Substance use and mood and anxiety disorders among the most prevalent psychiatric disorders
CHICAGO – Substance abuse and mood and anxiety disorders that arise independently of substance abuse and withdrawal are some of the most common psychiatric disorders in the United States, according to an article in the August issue of The Archives of General Psychiatry, one of the JAMA/Archives journals.
According to information in the article, substance use and mood and anxiety disorders are widespread in the general population and are associated with substantial societal and personal costs.
Bridget F. Grant, Ph.D., Ph.D., of the National Institutes of Health, Bethesda, Md., and colleagues investigated the prevalence and co-occurrence of alcohol and drug use disorders and independent mood and anxiety disorders (not caused by substance use or general medical conditions).
The researchers looked at the results of the National Institute on Alcohol Abuse and Alcoholism's National Epidemiologic Survey on Alcohol and Related Conditions (NESARC), a major national survey of 43,093 non-institutionalized United States residents aged 18 or older. The survey was conducted in 2001-2002 and asked about substance use and mood and anxiety disorders over the previous 12 months.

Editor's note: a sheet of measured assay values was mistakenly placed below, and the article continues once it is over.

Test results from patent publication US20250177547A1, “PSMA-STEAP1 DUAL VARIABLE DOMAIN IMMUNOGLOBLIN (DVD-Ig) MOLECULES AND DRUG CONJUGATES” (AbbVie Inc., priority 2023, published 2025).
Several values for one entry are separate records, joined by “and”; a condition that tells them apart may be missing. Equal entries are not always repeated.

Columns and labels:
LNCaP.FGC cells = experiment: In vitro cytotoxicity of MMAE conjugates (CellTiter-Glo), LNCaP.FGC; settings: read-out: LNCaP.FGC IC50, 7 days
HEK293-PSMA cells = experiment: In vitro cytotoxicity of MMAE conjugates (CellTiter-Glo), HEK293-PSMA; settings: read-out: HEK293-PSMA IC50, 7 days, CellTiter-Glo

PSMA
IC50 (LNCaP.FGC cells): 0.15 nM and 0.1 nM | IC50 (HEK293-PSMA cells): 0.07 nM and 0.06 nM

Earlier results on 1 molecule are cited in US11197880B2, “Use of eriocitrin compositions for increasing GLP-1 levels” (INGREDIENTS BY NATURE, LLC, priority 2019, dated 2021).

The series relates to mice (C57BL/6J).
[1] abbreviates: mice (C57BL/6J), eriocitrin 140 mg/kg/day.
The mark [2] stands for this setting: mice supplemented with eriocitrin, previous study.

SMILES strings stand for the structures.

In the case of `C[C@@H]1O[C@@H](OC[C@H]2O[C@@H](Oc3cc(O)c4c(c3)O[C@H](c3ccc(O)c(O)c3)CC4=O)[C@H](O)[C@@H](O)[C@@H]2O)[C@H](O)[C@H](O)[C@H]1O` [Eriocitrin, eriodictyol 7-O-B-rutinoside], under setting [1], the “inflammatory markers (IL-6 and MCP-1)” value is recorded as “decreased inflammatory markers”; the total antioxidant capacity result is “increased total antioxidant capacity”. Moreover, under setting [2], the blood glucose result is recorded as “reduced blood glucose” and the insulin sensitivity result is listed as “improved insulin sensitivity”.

The researchers found that the prevalences of independent mood and anxiety disorders in the U.S. population were 9.21 percent and 11.08 percent, respectively. The rate of substance use disorders was 9.35 percent. Additionally, they found that "Only a few individuals with mood or anxiety disorders were classified as having only substance-induced disorders," but that associations between substance use disorders and independent mood and anxiety disorders were significant.
"The major findings of this study document the extremely high rates of substance use disorders and independent mood and anxiety disorders in the U.S. population, and confirm the strength of associations between them," the authors write.
"Furthermore, about 20 percent of all persons in the general population with a current substance use disorder had at least one current independent mood disorder and 18 percent had at least one current independent anxiety disorder," write the researchers. "Similarly, about 20 percent of the individuals with at least one current independent mood disorder had a comorbid substance use disorder, while about 15 percent of the individuals with at least one 12-month independent anxiety disorder had a substance use disorder."
Source: Eurekalert & othersLast reviewed: By John M. Grohol, Psy.D. on 21 Feb 2009
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